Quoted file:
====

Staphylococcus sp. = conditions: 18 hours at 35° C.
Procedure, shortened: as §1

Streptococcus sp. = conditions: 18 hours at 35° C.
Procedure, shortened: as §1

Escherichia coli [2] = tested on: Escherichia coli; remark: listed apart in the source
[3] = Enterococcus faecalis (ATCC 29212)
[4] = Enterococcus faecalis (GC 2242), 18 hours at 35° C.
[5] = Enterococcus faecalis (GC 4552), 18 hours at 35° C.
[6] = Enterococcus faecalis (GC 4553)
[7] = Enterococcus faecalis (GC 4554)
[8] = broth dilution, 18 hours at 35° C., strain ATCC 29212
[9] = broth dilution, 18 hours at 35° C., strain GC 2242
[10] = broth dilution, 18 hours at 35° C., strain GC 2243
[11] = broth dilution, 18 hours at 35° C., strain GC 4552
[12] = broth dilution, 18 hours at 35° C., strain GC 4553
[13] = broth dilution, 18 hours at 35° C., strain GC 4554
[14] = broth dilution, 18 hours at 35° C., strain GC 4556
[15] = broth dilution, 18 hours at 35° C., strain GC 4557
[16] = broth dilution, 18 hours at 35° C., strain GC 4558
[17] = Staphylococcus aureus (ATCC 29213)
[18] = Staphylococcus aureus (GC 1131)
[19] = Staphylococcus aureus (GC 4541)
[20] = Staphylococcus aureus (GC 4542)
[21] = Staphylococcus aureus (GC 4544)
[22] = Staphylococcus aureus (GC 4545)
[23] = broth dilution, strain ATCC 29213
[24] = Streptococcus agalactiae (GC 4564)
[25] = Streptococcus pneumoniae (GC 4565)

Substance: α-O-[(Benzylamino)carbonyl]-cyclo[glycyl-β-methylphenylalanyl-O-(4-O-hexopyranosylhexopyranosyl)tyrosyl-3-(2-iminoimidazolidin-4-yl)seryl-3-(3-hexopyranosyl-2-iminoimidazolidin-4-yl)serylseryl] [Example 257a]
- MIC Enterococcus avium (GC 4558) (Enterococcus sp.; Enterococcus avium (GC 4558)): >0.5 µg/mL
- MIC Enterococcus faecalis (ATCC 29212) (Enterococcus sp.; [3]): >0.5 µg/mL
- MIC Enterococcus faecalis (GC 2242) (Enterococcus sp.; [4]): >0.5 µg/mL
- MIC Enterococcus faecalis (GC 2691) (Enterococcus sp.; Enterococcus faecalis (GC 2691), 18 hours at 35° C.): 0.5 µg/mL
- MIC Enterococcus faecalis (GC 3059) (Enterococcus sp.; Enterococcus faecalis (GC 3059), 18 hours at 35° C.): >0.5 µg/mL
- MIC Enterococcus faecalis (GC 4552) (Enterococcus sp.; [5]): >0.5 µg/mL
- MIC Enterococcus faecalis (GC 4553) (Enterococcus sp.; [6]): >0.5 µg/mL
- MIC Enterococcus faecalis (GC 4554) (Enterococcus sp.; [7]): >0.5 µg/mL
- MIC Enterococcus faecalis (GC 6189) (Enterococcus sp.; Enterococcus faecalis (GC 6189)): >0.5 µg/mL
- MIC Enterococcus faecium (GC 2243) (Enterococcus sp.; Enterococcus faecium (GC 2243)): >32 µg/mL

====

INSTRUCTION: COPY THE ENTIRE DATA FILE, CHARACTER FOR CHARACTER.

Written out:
Staphylococcus sp. = conditions: 18 hours at 35° C.
Procedure, shortened: as §1

Streptococcus sp. = conditions: 18 hours at 35° C.
Procedure, shortened: as §1

Escherichia coli [2] = tested on: Escherichia coli; remark: listed apart in the source
[3] = Enterococcus faecalis (ATCC 29212)
[4] = Enterococcus faecalis (GC 2242), 18 hours at 35° C.
[5] = Enterococcus faecalis (GC 4552), 18 hours at 35° C.
[6] = Enterococcus faecalis (GC 4553)
[7] = Enterococcus faecalis (GC 4554)
[8] = broth dilution, 18 hours at 35° C., strain ATCC 29212
[9] = broth dilution, 18 hours at 35° C., strain GC 2242
[10] = broth dilution, 18 hours at 35° C., strain GC 2243
[11] = broth dilution, 18 hours at 35° C., strain GC 4552
[12] = broth dilution, 18 hours at 35° C., strain GC 4553
[13] = broth dilution, 18 hours at 35° C., strain GC 4554
[14] = broth dilution, 18 hours at 35° C., strain GC 4556
[15] = broth dilution, 18 hours at 35° C., strain GC 4557
[16] = broth dilution, 18 hours at 35° C., strain GC 4558
[17] = Staphylococcus aureus (ATCC 29213)
[18] = Staphylococcus aureus (GC 1131)
[19] = Staphylococcus aureus (GC 4541)
[20] = Staphylococcus aureus (GC 4542)
[21] = Staphylococcus aureus (GC 4544)
[22] = Staphylococcus aureus (GC 4545)
[23] = broth dilution, strain ATCC 29213
[24] = Streptococcus agalactiae (GC 4564)
[25] = Streptococcus pneumoniae (GC 4565)

Substance: α-O-[(Benzylamino)carbonyl]-cyclo[glycyl-β-methylphenylalanyl-O-(4-O-hexopyranosylhexopyranosyl)tyrosyl-3-(2-iminoimidazolidin-4-yl)seryl-3-(3-hexopyranosyl-2-iminoimidazolidin-4-yl)serylseryl] [Example 257a]
- MIC Enterococcus avium (GC 4558) (Enterococcus sp.; Enterococcus avium (GC 4558)): >0.5 µg/mL
- MIC Enterococcus faecalis (ATCC 29212) (Enterococcus sp.; [3]): >0.5 µg/mL
- MIC Enterococcus faecalis (GC 2242) (Enterococcus sp.; [4]): >0.5 µg/mL
- MIC Enterococcus faecalis (GC 2691) (Enterococcus sp.; Enterococcus faecalis (GC 2691), 18 hours at 35° C.): 0.5 µg/mL
- MIC Enterococcus faecalis (GC 3059) (Enterococcus sp.; Enterococcus faecalis (GC 3059), 18 hours at 35° C.): >0.5 µg/mL
- MIC Enterococcus faecalis (GC 4552) (Enterococcus sp.; [5]): >0.5 µg/mL
- MIC Enterococcus faecalis (GC 4553) (Enterococcus sp.; [6]): >0.5 µg/mL
- MIC Enterococcus faecalis (GC 4554) (Enterococcus sp.; [7]): >0.5 µg/mL
- MIC Enterococcus faecalis (GC 6189) (Enterococcus sp.; Enterococcus faecalis (GC 6189)): >0.5 µg/mL
- MIC Enterococcus faecium (GC 2243) (Enterococcus sp.; Enterococcus faecium (GC 2243)): >32 µg/mL